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  John Vestman's first 8-track Recording Studio  

Featured in the leading recording industry magazine at the time: Recording Engineer Producer (REP)
Before the days of Mix Magazine! The Beginning of a continuous legacy of recording excellence.

LONG BEACH, California - December 1975 R.E.P. Magazine - John Vestman and Kraig Black run Worldwide Audio in Long Beach [The upper right hand corner of the REP cover is where the studio is pictured]. It's another 8-track studio specifically dedicated to the music aspect of recording, and like the others of the same purpose reflects the previous musical activity of its owners. However, the relationship between the studio's avowed purpose and its equipment sets it distinctly apart from the other [studios discussed in the article].

Worldwide seems to come as close as any to being the only one of these studios that competes head-on with Hollywood. Each of the other studios is basically equipped with TEAC/TASCAM 8-track gear: either model 5 or model 10 mixers, and 8-track, 1/2-inch recorders (either series 70 or 80-8 machines). To further qualify all of these operations, they are each what might be described as first generation studios. That is, their current major equipment components have remained basically the same since each began professional operation.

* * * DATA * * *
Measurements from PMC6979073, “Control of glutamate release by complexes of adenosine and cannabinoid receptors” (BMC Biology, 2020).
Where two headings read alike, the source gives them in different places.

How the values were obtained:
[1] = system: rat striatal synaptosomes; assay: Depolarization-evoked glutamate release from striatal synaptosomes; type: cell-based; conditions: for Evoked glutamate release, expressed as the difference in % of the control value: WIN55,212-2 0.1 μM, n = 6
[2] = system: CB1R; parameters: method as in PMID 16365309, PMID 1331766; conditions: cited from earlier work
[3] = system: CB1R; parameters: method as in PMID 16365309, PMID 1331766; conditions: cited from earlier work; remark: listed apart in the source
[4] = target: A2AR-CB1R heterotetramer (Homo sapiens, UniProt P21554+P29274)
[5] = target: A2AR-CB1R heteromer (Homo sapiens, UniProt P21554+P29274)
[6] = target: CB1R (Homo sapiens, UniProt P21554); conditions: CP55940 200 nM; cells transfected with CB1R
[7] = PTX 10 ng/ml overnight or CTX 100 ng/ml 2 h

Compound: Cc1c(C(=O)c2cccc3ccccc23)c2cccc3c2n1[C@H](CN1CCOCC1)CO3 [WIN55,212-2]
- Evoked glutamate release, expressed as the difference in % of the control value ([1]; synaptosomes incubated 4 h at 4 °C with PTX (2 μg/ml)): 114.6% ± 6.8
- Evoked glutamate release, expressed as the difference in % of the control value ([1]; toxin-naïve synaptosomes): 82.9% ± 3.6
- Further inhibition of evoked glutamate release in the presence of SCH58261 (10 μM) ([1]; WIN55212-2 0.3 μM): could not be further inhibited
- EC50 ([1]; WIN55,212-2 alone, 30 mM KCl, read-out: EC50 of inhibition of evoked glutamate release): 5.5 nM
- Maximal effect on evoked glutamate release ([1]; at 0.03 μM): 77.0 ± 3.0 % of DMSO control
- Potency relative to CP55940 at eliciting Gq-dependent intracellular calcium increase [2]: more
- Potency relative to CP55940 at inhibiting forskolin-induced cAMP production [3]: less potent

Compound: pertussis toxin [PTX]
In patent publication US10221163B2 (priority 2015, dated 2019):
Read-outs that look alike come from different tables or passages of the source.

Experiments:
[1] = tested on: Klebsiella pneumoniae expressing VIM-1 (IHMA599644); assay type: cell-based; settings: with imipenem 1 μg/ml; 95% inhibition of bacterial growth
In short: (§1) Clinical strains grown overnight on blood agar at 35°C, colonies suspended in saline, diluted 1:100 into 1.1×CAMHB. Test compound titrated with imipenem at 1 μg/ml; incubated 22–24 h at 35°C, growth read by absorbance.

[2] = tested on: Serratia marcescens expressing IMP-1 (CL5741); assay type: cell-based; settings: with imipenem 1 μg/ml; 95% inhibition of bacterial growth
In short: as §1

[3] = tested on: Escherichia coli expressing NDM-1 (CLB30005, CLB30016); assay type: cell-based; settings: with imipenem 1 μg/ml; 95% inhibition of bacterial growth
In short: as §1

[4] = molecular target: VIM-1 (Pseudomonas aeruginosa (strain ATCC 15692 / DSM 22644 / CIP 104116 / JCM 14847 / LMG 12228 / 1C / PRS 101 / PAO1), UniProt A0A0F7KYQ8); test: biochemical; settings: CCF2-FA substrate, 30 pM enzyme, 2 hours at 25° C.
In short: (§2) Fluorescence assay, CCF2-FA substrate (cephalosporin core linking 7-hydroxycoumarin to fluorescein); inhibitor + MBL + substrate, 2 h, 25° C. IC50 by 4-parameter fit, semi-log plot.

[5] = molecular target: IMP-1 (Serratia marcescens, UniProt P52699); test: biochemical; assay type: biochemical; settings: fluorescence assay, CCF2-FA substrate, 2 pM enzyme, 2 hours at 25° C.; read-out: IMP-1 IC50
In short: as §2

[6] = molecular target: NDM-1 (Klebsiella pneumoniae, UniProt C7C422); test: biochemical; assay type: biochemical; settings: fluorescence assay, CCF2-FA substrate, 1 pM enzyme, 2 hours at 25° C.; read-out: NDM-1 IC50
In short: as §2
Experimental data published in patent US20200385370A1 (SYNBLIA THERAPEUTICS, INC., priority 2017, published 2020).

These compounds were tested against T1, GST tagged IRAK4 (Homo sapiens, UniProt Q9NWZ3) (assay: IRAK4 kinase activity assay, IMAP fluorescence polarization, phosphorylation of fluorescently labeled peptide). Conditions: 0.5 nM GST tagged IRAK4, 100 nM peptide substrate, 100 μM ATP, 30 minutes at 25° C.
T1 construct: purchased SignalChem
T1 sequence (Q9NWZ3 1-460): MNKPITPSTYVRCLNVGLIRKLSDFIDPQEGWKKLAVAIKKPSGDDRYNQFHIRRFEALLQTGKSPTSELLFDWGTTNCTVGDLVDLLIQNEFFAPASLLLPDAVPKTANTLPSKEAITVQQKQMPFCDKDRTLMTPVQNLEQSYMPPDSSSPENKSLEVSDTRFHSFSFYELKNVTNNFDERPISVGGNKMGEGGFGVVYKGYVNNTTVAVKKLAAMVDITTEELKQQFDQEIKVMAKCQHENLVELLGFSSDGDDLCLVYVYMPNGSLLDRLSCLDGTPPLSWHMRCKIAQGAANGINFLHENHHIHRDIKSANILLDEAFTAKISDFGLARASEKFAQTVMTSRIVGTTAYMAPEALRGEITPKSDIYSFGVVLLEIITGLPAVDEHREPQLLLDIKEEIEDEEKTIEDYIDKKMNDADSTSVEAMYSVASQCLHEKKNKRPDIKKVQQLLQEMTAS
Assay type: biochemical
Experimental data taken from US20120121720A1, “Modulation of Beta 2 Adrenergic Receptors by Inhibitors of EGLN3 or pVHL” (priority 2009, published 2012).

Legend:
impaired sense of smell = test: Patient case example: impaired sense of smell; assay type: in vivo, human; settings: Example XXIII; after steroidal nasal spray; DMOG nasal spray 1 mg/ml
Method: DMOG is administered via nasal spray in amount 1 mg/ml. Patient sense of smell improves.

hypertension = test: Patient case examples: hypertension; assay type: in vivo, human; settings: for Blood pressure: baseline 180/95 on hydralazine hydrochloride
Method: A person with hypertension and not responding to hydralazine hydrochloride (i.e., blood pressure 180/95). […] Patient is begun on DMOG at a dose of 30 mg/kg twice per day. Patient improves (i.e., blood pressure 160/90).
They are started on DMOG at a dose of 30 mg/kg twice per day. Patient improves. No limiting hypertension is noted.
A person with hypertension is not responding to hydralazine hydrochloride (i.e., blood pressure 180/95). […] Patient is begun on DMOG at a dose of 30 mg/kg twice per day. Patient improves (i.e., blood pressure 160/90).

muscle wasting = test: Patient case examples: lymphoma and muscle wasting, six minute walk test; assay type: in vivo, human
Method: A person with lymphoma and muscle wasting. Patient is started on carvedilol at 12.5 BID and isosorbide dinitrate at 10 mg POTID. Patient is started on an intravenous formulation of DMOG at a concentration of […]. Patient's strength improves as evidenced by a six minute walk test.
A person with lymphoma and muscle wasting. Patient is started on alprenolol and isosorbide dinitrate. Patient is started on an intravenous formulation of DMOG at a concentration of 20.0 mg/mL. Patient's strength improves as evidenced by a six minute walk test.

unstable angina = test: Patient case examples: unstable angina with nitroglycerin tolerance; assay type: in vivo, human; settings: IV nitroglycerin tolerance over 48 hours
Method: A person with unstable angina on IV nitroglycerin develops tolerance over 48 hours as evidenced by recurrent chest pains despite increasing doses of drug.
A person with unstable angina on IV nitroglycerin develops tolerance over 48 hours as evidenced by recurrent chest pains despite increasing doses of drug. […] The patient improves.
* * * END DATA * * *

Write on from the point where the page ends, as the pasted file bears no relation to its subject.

However, Worldwide has been equipped from the start with a Soundcraft (England) 12 x 4, full function recording console and an Otari 8-track, one inch, 15-30 ips. recorder. Their choice of this equipment level is explained by John Vestman. "We have been exclusively into music recording, (maybe only because since we've been open we haven't had time to go out and seek the other markets.)"

"Our appeal to our client is that when a band wants to make a demo, you don't make them a demo; you make them a master tape. . . and the master is the demo. They are going to have a master quality demo at an inexpensive price. In my opinion no 8-track is good enough for super demos, unless you are doing a three piece combo, that just wants stereo drums, a guitar, a bass and a voice. Definitely 16-track is a must to step up into doing masters, and that's our goal."

"With the equipment we have (which we think is already a step-up over what demo places usually have), we can produce a really quality product, pretty much for just an increased tape cost. We run the Otari at 30 ips, the frequency response is excellent, the signal-to-noise is fantastic, and that's really our main selling point.

Recording Engineer Producer Magazine
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